49 Bed Forms in Currents and waves (2) Four types of bed forms in combined current and wave conditions: Symmetrical wave-induced ripples with their crest almost perpendicular to the wave direction in case of weak tidal current velocities Asymmetrical current-induced ripples and large symmetrical sand waves with their crest perpendicular to the tidal current direction in case of a strong tidal current and weak orbital velocities Wave-current ripples in a honeycomb pattern in case of equal strength of the current and peak orbital velocities. Longitudinal furrows, ribbons, ridges and banks with crests and troughs almost parallel to the peak tidal current direction The bed forms generated by combined currents and waves bear some features of both hydraulic effects. Where the wave component dominates, the bed forms are similar to fully developed wave-related bed forms. As the current component gains in strength, the bed forms become more asymmetrical and larger in height and length, especially in case of an opposing current. The influence of the waves is that the bed form crest will become more rounded.

50 Bed Forms in Currents and waves (3) - Classification in terms of van Rijn’s approach Based on the available data, van Rijn proposed a classification diagram for bed forms under combined waves and currents conditions. Two key nondimensional parameters are defined as follows: The current-related mobility parameter: The wave-related mobility parameter: where Current-related effective bed-shear velocity: Current-related friction factor: Wave-related effective bed-shear velocity: Wave-related friction factor: = depth-averaged velocity U δ = peak orbital velocity at bed based on relative wave period A δ = peak orbital excursion at bed based on relative period, U δ =ωA δ

51 Bed form classification for currents and waves

52 Example and Problem A coastal sea has a water depth of h = 20m, the peak flood-current velocity is u max.flood = 0.6m/s; the peak ebb-current velocity is u max.ebb = 0.5m/s. Irregular waves perpendicular to the flood and ebb current directions are present. The significant wave height H s =1.5m, the peak period T p = 8s. The bed material characteristics are d 50 = 0.3mm, d 90 = 0.6mm. Other data are ρ = 1025kg/m 3, ρ s =2650kg/m 3, ν=1x10 -6 m 2 /s. What type of bed forms are present in combined wave and current (flood/ebb) conditions? Wave length: L = m Peak orbital velocity: Peak orbital excursion: Wave-related friction factor: Current-related friction factor: Bed-shear velocity by wave: By flood current By ebb current

53 Example and Problem (cont.) Mobility parameter: By wave By flood current By ebb current Answer: Using Fig.5.5.1, van Rijn’s method, bed forms are 2D waves-ripples superimposed on 3D current ripples in honeycomb pattern. Both types may be superimposed on large-scale sand waves.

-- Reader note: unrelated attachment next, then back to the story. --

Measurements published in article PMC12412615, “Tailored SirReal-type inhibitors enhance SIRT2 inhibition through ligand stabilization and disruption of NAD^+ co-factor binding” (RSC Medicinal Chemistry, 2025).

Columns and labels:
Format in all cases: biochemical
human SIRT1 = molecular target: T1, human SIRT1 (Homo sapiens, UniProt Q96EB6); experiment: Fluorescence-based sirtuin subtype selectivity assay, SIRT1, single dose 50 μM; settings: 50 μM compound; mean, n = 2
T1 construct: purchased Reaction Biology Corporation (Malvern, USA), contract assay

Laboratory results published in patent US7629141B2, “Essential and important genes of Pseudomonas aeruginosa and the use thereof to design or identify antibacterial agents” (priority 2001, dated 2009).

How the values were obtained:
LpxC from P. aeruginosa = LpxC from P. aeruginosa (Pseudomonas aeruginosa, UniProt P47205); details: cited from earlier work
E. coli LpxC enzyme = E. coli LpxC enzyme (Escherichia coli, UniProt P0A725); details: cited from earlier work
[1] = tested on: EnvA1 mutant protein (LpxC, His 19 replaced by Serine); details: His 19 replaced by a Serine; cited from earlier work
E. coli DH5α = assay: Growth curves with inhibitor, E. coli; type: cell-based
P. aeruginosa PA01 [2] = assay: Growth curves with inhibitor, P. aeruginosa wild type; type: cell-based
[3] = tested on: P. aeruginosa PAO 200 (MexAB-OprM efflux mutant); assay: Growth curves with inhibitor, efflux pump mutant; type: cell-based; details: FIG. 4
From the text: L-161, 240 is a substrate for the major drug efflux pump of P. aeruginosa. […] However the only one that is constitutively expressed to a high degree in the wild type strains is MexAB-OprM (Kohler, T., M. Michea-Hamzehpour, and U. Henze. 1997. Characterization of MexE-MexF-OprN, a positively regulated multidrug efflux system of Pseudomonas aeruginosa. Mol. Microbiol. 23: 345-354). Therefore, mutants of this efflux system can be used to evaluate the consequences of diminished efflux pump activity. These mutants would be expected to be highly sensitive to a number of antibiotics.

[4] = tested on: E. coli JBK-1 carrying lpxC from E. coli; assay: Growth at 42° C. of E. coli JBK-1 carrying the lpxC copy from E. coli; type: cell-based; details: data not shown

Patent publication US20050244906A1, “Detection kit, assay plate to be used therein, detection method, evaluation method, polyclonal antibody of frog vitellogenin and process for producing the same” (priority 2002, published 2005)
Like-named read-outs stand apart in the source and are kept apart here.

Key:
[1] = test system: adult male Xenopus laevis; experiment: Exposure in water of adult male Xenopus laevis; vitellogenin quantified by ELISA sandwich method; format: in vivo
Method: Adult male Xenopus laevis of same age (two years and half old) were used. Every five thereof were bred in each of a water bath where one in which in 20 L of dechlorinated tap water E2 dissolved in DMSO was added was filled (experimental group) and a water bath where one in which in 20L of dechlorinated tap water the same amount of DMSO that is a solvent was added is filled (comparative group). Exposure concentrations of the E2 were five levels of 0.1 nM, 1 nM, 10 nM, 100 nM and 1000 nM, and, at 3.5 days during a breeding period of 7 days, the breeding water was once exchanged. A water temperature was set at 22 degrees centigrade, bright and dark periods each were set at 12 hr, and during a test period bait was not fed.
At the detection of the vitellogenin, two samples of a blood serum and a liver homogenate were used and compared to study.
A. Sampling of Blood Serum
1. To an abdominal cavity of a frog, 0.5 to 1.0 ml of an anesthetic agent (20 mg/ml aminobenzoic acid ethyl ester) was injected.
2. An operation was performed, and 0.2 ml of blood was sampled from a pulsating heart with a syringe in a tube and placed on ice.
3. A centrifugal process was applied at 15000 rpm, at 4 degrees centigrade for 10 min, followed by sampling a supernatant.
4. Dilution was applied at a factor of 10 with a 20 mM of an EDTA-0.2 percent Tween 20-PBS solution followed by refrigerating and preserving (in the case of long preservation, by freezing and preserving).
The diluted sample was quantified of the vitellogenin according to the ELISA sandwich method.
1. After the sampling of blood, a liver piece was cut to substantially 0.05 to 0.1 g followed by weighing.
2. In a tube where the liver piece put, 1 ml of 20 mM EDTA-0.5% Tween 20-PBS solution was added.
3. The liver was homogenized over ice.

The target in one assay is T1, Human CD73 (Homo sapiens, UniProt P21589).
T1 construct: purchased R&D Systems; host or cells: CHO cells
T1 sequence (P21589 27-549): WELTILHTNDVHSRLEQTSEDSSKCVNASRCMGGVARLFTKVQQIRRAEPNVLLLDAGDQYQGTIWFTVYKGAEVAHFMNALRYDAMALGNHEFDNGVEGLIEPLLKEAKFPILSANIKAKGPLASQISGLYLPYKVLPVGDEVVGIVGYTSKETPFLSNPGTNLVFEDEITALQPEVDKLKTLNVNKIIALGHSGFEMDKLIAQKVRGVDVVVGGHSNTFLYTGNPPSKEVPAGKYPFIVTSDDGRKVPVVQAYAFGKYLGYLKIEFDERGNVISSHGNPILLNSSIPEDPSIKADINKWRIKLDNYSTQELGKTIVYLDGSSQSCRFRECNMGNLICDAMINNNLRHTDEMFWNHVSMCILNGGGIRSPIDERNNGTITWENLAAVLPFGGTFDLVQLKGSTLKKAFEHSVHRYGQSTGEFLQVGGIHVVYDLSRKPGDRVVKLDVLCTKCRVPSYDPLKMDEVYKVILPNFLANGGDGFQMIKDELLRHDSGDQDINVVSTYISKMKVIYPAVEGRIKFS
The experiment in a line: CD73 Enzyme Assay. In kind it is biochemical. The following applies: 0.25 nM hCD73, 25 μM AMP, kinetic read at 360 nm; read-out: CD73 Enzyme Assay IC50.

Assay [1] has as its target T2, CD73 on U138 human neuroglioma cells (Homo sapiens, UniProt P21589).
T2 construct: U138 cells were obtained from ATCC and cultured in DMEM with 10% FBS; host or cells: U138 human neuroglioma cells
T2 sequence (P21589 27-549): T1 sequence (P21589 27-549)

54 Homework (3) A coastal sea has a water depth of h = 10m, the peak flood-current velocity is u max.flood = 1.0 m/s; the peak ebb-current velocity is u max.ebb = 1.2 m/s. Irregular waves perpendicular to the flood and ebb current directions are present. The significant wave height H s =1.5m, the peak period T p = 8s. The bed material characteristics are d 50 = 0.3mm, d 90 = 0.6mm. Other data are ρ = 1025kg/m 3, ρ s =2650kg/m 3, ν=1x10 -6 m 2 /s. What type of bed forms are present in combined wave and current (flood/ebb) conditions? Hint: wave length will be changed to 70.93m at the 10m water depth

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56 Outline Introduction of morphodynamic processes driven by waves and currents in coasts, estuaries, and lakes Initiation of motion for combined waves and currents Bed forms in waves and in combined waves and currents Bed roughness in combined waves and currents Sediment transport in waves Sediment transport in combined waves and currents Transport of cohesive materials in coasts and estuaries Mathematical models of morphodynamic processes driven by waves and currents Introduction of a process-integrated modeling system (CCHE2D-Coast) in application to coastal sedimentation problems

57 Bed Shear Stress and Bed Friction in Unidirectional Flows h = water depth I = energy slope = depth-averaged velocity C = Chézy coefficient (m^0.5/s) fc = friction factor of Darcy-Weisbach ρ = fluid density Hydraulic rough flow regime: k s = effective bed roughness (m) Manning’s n

58 Wave-Related Bed Shear Stress and Bed Friction Time-averaged over half a wave cycle bed shear stress is f w = wave-related friction coefficient U δ = peak orbital velocity near the bed Rough Turbulent Flow Regime With f w, max = 0.03 for A δ /k s ≤ 1.57 k s = 3 d 90 A δ = peak value of orbital excursion near bed An estimate of roughness

59 Effective Bed Roughness Nikuradse (1932) introduced the concept of an equivalent or effective sand roughness height (k s ) to simulate the roughness of arbitrary roughness elements of the bottom boundary. In case of a movable bed consisting of sediments, the effective bed roughness (k s ) mainly consists of grain roughness generated by skin friction forces and of form roughness generated by pressure forces acting on the bed forms

60 Fluid Pressure and Shear-stress Distribution along a Dune

61 Available Methods for Determining k s Basically, two approaches can be found in the literature to estimate the bed roughness. Methods based on bed-form and grain-related parameters such as bed-form length, height, steepness and bed-material size Methods based on integral parameters such as mean depth, mean-velocity and bed- material size. The first method is more universal and can also be used to determine the roughness of a movable bed in non-steady conditions, provided that the bed-form characteristics are known. Based on the bed-form parameters, the bed-shear stress (τ b )in an alluvial channel can be divided into: Grain-related bed-shear stress (τ’ b ) Form-related bed shear stress (τ” b )